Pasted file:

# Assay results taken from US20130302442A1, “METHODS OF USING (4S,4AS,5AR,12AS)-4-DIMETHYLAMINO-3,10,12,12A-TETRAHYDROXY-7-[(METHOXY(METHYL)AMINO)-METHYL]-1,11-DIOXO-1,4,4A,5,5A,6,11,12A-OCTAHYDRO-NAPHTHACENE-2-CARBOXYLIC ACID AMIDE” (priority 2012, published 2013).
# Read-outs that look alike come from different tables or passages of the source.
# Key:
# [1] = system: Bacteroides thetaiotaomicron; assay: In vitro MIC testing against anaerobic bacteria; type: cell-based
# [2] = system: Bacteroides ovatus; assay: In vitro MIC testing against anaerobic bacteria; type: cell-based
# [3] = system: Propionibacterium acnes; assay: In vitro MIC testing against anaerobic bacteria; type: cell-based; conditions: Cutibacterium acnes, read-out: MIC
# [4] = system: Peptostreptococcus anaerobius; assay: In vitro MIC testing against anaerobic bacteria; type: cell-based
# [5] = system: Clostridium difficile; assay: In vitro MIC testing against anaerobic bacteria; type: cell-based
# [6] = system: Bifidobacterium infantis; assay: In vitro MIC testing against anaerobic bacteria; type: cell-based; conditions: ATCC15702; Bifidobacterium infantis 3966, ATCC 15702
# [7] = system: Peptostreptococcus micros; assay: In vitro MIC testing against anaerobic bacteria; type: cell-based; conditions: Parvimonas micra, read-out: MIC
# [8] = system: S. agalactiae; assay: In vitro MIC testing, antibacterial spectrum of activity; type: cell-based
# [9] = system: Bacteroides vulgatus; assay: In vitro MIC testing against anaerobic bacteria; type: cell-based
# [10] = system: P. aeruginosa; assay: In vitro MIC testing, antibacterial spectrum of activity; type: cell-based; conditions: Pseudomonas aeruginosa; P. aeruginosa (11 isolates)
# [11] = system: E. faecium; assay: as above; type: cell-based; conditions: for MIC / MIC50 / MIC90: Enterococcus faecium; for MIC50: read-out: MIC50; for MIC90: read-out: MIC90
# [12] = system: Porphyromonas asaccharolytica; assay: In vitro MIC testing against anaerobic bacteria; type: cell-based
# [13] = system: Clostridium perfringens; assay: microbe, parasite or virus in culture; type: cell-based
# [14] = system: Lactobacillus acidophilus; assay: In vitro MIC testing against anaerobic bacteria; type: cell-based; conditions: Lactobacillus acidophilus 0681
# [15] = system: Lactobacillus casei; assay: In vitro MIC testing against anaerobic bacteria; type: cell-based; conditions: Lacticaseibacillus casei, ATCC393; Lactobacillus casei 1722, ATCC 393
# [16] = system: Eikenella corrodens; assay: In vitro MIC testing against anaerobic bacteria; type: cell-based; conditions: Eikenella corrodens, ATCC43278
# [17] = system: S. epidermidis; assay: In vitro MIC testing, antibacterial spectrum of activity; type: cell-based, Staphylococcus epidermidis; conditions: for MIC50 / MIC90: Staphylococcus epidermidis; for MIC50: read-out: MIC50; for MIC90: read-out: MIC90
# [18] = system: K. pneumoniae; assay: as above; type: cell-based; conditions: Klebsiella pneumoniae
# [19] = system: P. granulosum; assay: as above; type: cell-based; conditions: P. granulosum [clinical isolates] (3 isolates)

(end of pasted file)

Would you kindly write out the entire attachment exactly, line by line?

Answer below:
# Assay results taken from US20130302442A1, “METHODS OF USING (4S,4AS,5AR,12AS)-4-DIMETHYLAMINO-3,10,12,12A-TETRAHYDROXY-7-[(METHOXY(METHYL)AMINO)-METHYL]-1,11-DIOXO-1,4,4A,5,5A,6,11,12A-OCTAHYDRO-NAPHTHACENE-2-CARBOXYLIC ACID AMIDE” (priority 2012, published 2013).
# Read-outs that look alike come from different tables or passages of the source.
# Key:
# [1] = system: Bacteroides thetaiotaomicron; assay: In vitro MIC testing against anaerobic bacteria; type: cell-based
# [2] = system: Bacteroides ovatus; assay: In vitro MIC testing against anaerobic bacteria; type: cell-based
# [3] = system: Propionibacterium acnes; assay: In vitro MIC testing against anaerobic bacteria; type: cell-based; conditions: Cutibacterium acnes, read-out: MIC
# [4] = system: Peptostreptococcus anaerobius; assay: In vitro MIC testing against anaerobic bacteria; type: cell-based
# [5] = system: Clostridium difficile; assay: In vitro MIC testing against anaerobic bacteria; type: cell-based
# [6] = system: Bifidobacterium infantis; assay: In vitro MIC testing against anaerobic bacteria; type: cell-based; conditions: ATCC15702; Bifidobacterium infantis 3966, ATCC 15702
# [7] = system: Peptostreptococcus micros; assay: In vitro MIC testing against anaerobic bacteria; type: cell-based; conditions: Parvimonas micra, read-out: MIC
# [8] = system: S. agalactiae; assay: In vitro MIC testing, antibacterial spectrum of activity; type: cell-based
# [9] = system: Bacteroides vulgatus; assay: In vitro MIC testing against anaerobic bacteria; type: cell-based
# [10] = system: P. aeruginosa; assay: In vitro MIC testing, antibacterial spectrum of activity; type: cell-based; conditions: Pseudomonas aeruginosa; P. aeruginosa (11 isolates)
# [11] = system: E. faecium; assay: as above; type: cell-based; conditions: for MIC / MIC50 / MIC90: Enterococcus faecium; for MIC50: read-out: MIC50; for MIC90: read-out: MIC90
# [12] = system: Porphyromonas asaccharolytica; assay: In vitro MIC testing against anaerobic bacteria; type: cell-based
# [13] = system: Clostridium perfringens; assay: microbe, parasite or virus in culture; type: cell-based
# [14] = system: Lactobacillus acidophilus; assay: In vitro MIC testing against anaerobic bacteria; type: cell-based; conditions: Lactobacillus acidophilus 0681
# [15] = system: Lactobacillus casei; assay: In vitro MIC testing against anaerobic bacteria; type: cell-based; conditions: Lacticaseibacillus casei, ATCC393; Lactobacillus casei 1722, ATCC 393
# [16] = system: Eikenella corrodens; assay: In vitro MIC testing against anaerobic bacteria; type: cell-based; conditions: Eikenella corrodens, ATCC43278
# [17] = system: S. epidermidis; assay: In vitro MIC testing, antibacterial spectrum of activity; type: cell-based, Staphylococcus epidermidis; conditions: for MIC50 / MIC90: Staphylococcus epidermidis; for MIC50: read-out: MIC50; for MIC90: read-out: MIC90
# [18] = system: K. pneumoniae; assay: as above; type: cell-based; conditions: Klebsiella pneumoniae
# [19] = system: P. granulosum; assay: as above; type: cell-based; conditions: P. granulosum [clinical isolates] (3 isolates)